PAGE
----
How to prevent flooding if you live on a canyon road in Southern California

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Posted by Editor & Public Communications | Posted in Community Messages, Emergency Preparedness | Posted on 03-12-2014

Beverly Glen Flooding - 1952

Beverly Glen flooding in 1952 (Photo: USC Archives)

If you live on a canyon road, viagra sales look chances are you will experience some mild to severe flooding during heavy rains. This is especially true if you live in Southern California where we either have drought or heavy rains. We have never had an average rainfall ever. It’s all or nothing.

If you live on a canyon road such as Laurel, sildenafil ambulance Benedict, shop Coldwater, Beverly Glen….you know they drain all the rain, water, mud, debris from the entire mountain down these few main roads. All the top roads such as Mulholland and sides roads lead and drain to these roads. The goal is for the water to drain down the road. You do not want to block the flow of the water down the road. Below are some tips on how to minimize flooding for you and your neighbors.

1. If your trash cans are on the street, bring them onto your property. They block the flow of water going down the hill. They also cause debris to accumulate and block the flow of water. This causes the street to flood. Your cans can also get swept down the road. Legally they should only be on the road from 6 pm the night before trash pickup to 6 pm the next day.

2. If you see debris in your gutter, pick it up and put it in the trash. Otherwise it will block the flow of water causing flooding.

3. If you live near one of the storm drains, keep it clear. Yes, it’s not your trash stuck in there blocking the flow of water but it will cause YOUR house to flood. The key again is to keep the water flowing down the hill and into the storm drains if need be.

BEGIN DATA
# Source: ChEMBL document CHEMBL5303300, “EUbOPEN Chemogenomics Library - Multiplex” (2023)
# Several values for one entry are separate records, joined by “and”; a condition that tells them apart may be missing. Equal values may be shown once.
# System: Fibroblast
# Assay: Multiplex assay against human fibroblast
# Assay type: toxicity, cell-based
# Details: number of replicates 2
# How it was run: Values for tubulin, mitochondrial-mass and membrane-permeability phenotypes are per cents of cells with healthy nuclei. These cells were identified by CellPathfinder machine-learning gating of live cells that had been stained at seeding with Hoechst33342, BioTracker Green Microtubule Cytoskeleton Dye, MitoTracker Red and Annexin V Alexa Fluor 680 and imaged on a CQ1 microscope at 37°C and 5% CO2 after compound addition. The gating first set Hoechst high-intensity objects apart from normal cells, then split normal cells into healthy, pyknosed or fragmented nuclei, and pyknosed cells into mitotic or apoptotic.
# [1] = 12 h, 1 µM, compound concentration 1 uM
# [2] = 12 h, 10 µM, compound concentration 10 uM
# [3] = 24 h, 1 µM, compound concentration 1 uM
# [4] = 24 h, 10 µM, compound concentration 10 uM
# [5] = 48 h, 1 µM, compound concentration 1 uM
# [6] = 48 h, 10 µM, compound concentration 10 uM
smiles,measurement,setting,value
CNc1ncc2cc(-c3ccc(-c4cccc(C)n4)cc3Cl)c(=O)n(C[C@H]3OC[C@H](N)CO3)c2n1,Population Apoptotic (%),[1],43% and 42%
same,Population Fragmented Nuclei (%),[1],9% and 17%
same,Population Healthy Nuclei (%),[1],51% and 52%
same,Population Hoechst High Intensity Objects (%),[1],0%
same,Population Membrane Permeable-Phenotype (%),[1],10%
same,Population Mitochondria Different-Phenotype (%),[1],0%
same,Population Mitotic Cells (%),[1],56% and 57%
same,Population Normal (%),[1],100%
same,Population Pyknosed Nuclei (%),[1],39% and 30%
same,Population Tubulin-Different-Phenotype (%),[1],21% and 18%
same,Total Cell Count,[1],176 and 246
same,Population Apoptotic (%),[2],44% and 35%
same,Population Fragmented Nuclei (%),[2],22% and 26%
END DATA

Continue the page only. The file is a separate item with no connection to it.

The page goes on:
4. If your car is parked on the main canyon road, put it in your garage, carport, driveway, anywhere but on the main canyon road. It blocks debris and water flow. Your car can also be hit by a hydroplaning driver. It can even be swept down the road in heavy rains.

5. If after all of this the road is flooding and water is about to go into your driveway then your home, have sandbags ready. They are free at the fire stations or get some at Home Depot. Always have them on hand. You can also have sand on hand. In emergency fill with dirt, rocks, place bricks on top to keep the bags in place.

6. Always have an emergency plan and kit in place. Have an emergency kit with flash lights, water… Have one for your pets as well.

7. You may lose power in a flood. This is where head lamps, flash lights come in handy. Remember you can charge your cell phone in your car. Hopefully the cell tower has not lost power. If it has, you may have to drive down to Sunset to get reception from a tower with power.

Most importantly, keep an eye out for your neighbor. Know your neighbors’ names, numbers… Please do your part to prepare by clearing the street.

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